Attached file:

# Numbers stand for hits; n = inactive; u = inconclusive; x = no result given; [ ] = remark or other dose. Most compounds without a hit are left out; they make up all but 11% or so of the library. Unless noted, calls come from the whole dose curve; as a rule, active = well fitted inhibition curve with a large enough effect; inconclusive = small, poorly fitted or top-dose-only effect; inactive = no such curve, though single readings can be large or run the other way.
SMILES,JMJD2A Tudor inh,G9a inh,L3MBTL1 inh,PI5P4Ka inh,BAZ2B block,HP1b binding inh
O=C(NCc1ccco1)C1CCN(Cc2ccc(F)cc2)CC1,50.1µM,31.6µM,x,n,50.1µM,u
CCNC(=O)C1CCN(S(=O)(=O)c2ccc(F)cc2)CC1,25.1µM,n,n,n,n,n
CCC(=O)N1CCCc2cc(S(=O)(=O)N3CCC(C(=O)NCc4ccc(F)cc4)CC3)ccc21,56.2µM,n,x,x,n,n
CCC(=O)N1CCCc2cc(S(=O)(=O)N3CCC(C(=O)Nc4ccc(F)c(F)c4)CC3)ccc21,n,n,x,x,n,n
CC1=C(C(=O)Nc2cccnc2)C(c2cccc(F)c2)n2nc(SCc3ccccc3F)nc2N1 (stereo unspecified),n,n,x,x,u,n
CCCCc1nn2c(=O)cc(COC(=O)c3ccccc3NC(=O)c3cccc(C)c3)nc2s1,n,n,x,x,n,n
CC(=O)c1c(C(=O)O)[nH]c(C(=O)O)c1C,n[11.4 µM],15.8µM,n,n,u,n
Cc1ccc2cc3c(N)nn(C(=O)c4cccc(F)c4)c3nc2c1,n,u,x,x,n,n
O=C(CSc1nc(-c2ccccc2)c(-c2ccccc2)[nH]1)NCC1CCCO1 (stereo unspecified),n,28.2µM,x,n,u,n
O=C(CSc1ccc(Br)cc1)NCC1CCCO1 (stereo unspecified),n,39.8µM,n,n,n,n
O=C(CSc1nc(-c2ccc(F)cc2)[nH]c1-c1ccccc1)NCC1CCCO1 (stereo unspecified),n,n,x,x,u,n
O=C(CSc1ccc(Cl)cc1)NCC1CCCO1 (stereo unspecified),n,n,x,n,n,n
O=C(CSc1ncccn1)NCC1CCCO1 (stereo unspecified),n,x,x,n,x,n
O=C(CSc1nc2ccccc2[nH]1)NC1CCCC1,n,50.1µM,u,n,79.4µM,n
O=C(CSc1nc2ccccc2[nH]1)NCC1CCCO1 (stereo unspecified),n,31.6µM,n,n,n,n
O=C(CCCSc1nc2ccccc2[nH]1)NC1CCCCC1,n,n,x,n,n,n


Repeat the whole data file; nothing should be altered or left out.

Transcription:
# Numbers stand for hits; n = inactive; u = inconclusive; x = no result given; [ ] = remark or other dose. Most compounds without a hit are left out; they make up all but 11% or so of the library. Unless noted, calls come from the whole dose curve; as a rule, active = well fitted inhibition curve with a large enough effect; inconclusive = small, poorly fitted or top-dose-only effect; inactive = no such curve, though single readings can be large or run the other way.
SMILES,JMJD2A Tudor inh,G9a inh,L3MBTL1 inh,PI5P4Ka inh,BAZ2B block,HP1b binding inh
O=C(NCc1ccco1)C1CCN(Cc2ccc(F)cc2)CC1,50.1µM,31.6µM,x,n,50.1µM,u
CCNC(=O)C1CCN(S(=O)(=O)c2ccc(F)cc2)CC1,25.1µM,n,n,n,n,n
CCC(=O)N1CCCc2cc(S(=O)(=O)N3CCC(C(=O)NCc4ccc(F)cc4)CC3)ccc21,56.2µM,n,x,x,n,n
CCC(=O)N1CCCc2cc(S(=O)(=O)N3CCC(C(=O)Nc4ccc(F)c(F)c4)CC3)ccc21,n,n,x,x,n,n
CC1=C(C(=O)Nc2cccnc2)C(c2cccc(F)c2)n2nc(SCc3ccccc3F)nc2N1 (stereo unspecified),n,n,x,x,u,n
CCCCc1nn2c(=O)cc(COC(=O)c3ccccc3NC(=O)c3cccc(C)c3)nc2s1,n,n,x,x,n,n
CC(=O)c1c(C(=O)O)[nH]c(C(=O)O)c1C,n[11.4 µM],15.8µM,n,n,u,n
Cc1ccc2cc3c(N)nn(C(=O)c4cccc(F)c4)c3nc2c1,n,u,x,x,n,n
O=C(CSc1nc(-c2ccccc2)c(-c2ccccc2)[nH]1)NCC1CCCO1 (stereo unspecified),n,28.2µM,x,n,u,n
O=C(CSc1ccc(Br)cc1)NCC1CCCO1 (stereo unspecified),n,39.8µM,n,n,n,n
O=C(CSc1nc(-c2ccc(F)cc2)[nH]c1-c1ccccc1)NCC1CCCO1 (stereo unspecified),n,n,x,x,u,n
O=C(CSc1ccc(Cl)cc1)NCC1CCCO1 (stereo unspecified),n,n,x,n,n,n
O=C(CSc1ncccn1)NCC1CCCO1 (stereo unspecified),n,x,x,n,x,n
O=C(CSc1nc2ccccc2[nH]1)NC1CCCC1,n,50.1µM,u,n,79.4µM,n
O=C(CSc1nc2ccccc2[nH]1)NCC1CCCO1 (stereo unspecified),n,31.6µM,n,n,n,n
O=C(CCCSc1nc2ccccc2[nH]1)NC1CCCCC1,n,n,x,n,n,n